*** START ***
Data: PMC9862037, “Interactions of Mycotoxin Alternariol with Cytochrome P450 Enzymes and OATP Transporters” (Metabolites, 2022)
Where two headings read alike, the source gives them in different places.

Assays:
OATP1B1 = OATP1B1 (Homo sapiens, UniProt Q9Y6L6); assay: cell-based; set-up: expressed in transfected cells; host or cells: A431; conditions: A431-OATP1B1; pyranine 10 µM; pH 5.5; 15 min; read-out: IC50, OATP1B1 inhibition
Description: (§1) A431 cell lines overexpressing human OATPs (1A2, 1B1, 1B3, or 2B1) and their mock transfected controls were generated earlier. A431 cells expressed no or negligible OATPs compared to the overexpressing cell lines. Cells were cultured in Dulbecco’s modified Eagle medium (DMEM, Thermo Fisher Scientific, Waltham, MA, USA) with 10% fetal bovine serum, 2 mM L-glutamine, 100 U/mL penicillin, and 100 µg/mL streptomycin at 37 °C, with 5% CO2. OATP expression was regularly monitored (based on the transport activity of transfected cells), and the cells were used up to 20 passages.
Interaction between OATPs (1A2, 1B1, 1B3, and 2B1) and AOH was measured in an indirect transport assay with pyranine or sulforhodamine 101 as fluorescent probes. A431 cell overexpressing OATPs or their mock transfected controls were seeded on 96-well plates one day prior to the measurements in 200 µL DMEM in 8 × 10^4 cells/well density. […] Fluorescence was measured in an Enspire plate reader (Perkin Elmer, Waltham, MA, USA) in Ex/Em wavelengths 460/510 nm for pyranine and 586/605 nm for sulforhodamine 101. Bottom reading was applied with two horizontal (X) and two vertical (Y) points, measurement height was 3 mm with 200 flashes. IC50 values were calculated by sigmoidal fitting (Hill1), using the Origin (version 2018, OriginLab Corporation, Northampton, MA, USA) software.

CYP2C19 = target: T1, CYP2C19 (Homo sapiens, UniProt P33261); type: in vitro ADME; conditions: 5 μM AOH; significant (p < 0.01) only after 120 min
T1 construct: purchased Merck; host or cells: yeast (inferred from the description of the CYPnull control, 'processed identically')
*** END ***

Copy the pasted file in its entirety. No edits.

Data: PMC9862037, “Interactions of Mycotoxin Alternariol with Cytochrome P450 Enzymes and OATP Transporters” (Metabolites, 2022)
Where two headings read alike, the source gives them in different places.

Assays:
OATP1B1 = OATP1B1 (Homo sapiens, UniProt Q9Y6L6); assay: cell-based; set-up: expressed in transfected cells; host or cells: A431; conditions: A431-OATP1B1; pyranine 10 µM; pH 5.5; 15 min; read-out: IC50, OATP1B1 inhibition
Description: (§1) A431 cell lines overexpressing human OATPs (1A2, 1B1, 1B3, or 2B1) and their mock transfected controls were generated earlier. A431 cells expressed no or negligible OATPs compared to the overexpressing cell lines. Cells were cultured in Dulbecco’s modified Eagle medium (DMEM, Thermo Fisher Scientific, Waltham, MA, USA) with 10% fetal bovine serum, 2 mM L-glutamine, 100 U/mL penicillin, and 100 µg/mL streptomycin at 37 °C, with 5% CO2. OATP expression was regularly monitored (based on the transport activity of transfected cells), and the cells were used up to 20 passages.
Interaction between OATPs (1A2, 1B1, 1B3, and 2B1) and AOH was measured in an indirect transport assay with pyranine or sulforhodamine 101 as fluorescent probes. A431 cell overexpressing OATPs or their mock transfected controls were seeded on 96-well plates one day prior to the measurements in 200 µL DMEM in 8 × 10^4 cells/well density. […] Fluorescence was measured in an Enspire plate reader (Perkin Elmer, Waltham, MA, USA) in Ex/Em wavelengths 460/510 nm for pyranine and 586/605 nm for sulforhodamine 101. Bottom reading was applied with two horizontal (X) and two vertical (Y) points, measurement height was 3 mm with 200 flashes. IC50 values were calculated by sigmoidal fitting (Hill1), using the Origin (version 2018, OriginLab Corporation, Northampton, MA, USA) software.

CYP2C19 = target: T1, CYP2C19 (Homo sapiens, UniProt P33261); type: in vitro ADME; conditions: 5 μM AOH; significant (p < 0.01) only after 120 min
T1 construct: purchased Merck; host or cells: yeast (inferred from the description of the CYPnull control, 'processed identically')